This wasn't about Hurley outcoaching Painter. Not at all. It's just that Purdue's three-point shooters are reliant on kickouts from Edey. UConn took that away, and Purdue didn't force it. They just kept throwing it into Edey, but didn't do enough around that.

"Yeah, they were just going to let us play one on one in the post. You see the 25 attempts that Zach
had,'' Painter said. "For us, we're just going to throw him the basketball and keep going, just be able to keep going to the well. You hope through the game, with what you do, that we could loosen that and get him. For us to get them to change, we had to get the lead, get them on their heels, and then get in that 10-minute mark. We couldn't get there. We couldn't get rebounds. You can't go on runs if you can't get stops.

"They're a great defensive team. So they just made a decision, like, we can defend the perimeter and we can take this away from you, then you're just going to get the ball to your best player, he's going to be one on one, then that's that. They were going to live with that. If we could have rebounded the basketball better, we could have got them to change and do that, but we weren't able
to do that. Then they stayed in control of the game. Not everybody can do what they just did. You have to give credit to their defense and their coach and how they're wired.''

Painter hit the nail on the head in regards to failing in other areas, too. Keep in mind that it was 32-30 with a couple of minutes to go in the half. Purdue was right in it. But UConn broke the game open early in the second half, and they did it with picking apart Purdue's defense, which wasn't great, and getting extra possessions with offensive rebounds. The Huskies had 14 offensive rebounds, which is far too many. They are too precise offensively to give them so many second chances. I mean, let's give credit where credit is due. UConn is legitimately great.

This was Purdue's first NCAA title game in 55 years, and just their third Final Four ever. If they were going to win a national title, this was their best chance to do it with Edey leading the way. It's been 44 years between Final Four apperances, and we have no clue if they get back any time soon. It just be another 44 years, for all we know.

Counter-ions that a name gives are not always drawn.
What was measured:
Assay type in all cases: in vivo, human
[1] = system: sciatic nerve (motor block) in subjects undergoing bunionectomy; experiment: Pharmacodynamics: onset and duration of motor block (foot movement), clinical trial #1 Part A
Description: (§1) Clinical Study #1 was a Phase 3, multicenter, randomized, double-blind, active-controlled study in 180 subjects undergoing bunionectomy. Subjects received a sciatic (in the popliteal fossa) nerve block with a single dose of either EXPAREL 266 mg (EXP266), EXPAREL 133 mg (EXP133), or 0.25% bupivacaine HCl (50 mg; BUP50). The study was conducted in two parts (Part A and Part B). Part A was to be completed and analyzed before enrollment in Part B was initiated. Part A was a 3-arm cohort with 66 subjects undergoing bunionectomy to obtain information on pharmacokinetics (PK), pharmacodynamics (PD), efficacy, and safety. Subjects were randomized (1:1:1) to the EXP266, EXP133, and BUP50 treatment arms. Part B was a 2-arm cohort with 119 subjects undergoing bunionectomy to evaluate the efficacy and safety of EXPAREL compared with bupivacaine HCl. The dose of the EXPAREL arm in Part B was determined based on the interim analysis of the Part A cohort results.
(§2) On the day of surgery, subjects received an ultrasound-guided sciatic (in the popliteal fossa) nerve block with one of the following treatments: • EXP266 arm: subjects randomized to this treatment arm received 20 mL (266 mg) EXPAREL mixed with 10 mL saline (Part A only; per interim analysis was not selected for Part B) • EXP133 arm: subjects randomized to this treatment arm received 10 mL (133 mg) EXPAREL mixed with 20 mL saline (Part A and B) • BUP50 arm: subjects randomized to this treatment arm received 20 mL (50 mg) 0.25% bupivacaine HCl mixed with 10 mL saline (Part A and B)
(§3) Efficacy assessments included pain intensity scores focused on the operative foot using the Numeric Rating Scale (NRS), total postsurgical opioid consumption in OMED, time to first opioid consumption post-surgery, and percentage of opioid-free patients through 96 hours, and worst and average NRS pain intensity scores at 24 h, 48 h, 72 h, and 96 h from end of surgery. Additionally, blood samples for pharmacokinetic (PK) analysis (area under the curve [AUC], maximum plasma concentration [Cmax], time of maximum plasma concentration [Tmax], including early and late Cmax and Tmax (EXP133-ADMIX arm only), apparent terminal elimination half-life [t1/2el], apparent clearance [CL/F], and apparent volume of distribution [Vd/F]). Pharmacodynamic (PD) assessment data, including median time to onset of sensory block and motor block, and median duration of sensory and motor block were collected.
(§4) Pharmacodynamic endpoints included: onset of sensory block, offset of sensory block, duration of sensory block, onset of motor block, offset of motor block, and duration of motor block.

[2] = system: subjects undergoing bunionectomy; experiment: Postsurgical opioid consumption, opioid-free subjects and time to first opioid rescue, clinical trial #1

They won back-to-back Big Ten titles by multiple games, the first school to do that since Indiana in 1975 and 1976. That's saying something, because as Painter said, ''that was the last team to go undefeated in college basketball.'' Purdue has done some amazing things with Edey.

Edey, who scored 177 points in this tournament, the second-most all time, was hard on himself after Monday's game, too. Sure he scored 37 points, but he also missed 10 shots. He went 1-for-5 out of the gate in the second half when UConn was making its run. UConn center Donovan Clingan made it tough on him, and they pulled away.

Purdue had no answer to get back in the game, and it was over. Edey will leave Purdue as a legend, but he'll also leave without a national title that he craved so badly.

He's going to be missed, obviously. On and off the court.

I asked Braden Smith what he loved most about playing with Edey the past two years, and what he's going to miss about him the most. He had a great answer.

"Yeah, man, I enjoy just playing with him. He taught me so much. I went from a 6-4 center (in high school) to a 7-4 center, and that's definitely a huge change. He was the two-time national Player of the Year, and he's the most unselfish person you'll ever meet. Like Coach Paint said, he gets more hate for no reason. For what? He's out there dominating everybody? Just stuff like that. He's just going out there and enjoying the game he loves. He hasn't played it for long. To have somebody like that that just wants to go out there and play, because that's what he loves, and people want to give him crap for it.

"Just saying that makes me kind of admire him a little bit more. I realize like, Hey, you're the top of the game and you're still getting hate on because you love the game. When he's gone? I'm just going to remember who he is as a person. He's a great dude, a great dude.''

What makes the NCAA tournament so great, of course, is the one-and-done nature of it. It's hard to win, although Connecticut might have something different to say about that. Sixty-seven teams lose their last game, and that's hard. That's what makes it hard for Purdue. Edey did his things, all the others not so much.

Connecticut, though, is just that good. They've won back-to-back titles, and won all 12 games by double-digits. They finished plus-140 in this 2024 event, the widest margin of victory ever.

So you tip your cap to them, but you do the same for Edey, too. He's had a great career at Purude, and he's reached legendary status. He took Purdue to places they haven't been to in 55 years.

He wanted a title, but didn't get it. It's a shame his teammates couldn't have helped out a little more.

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Tom Brew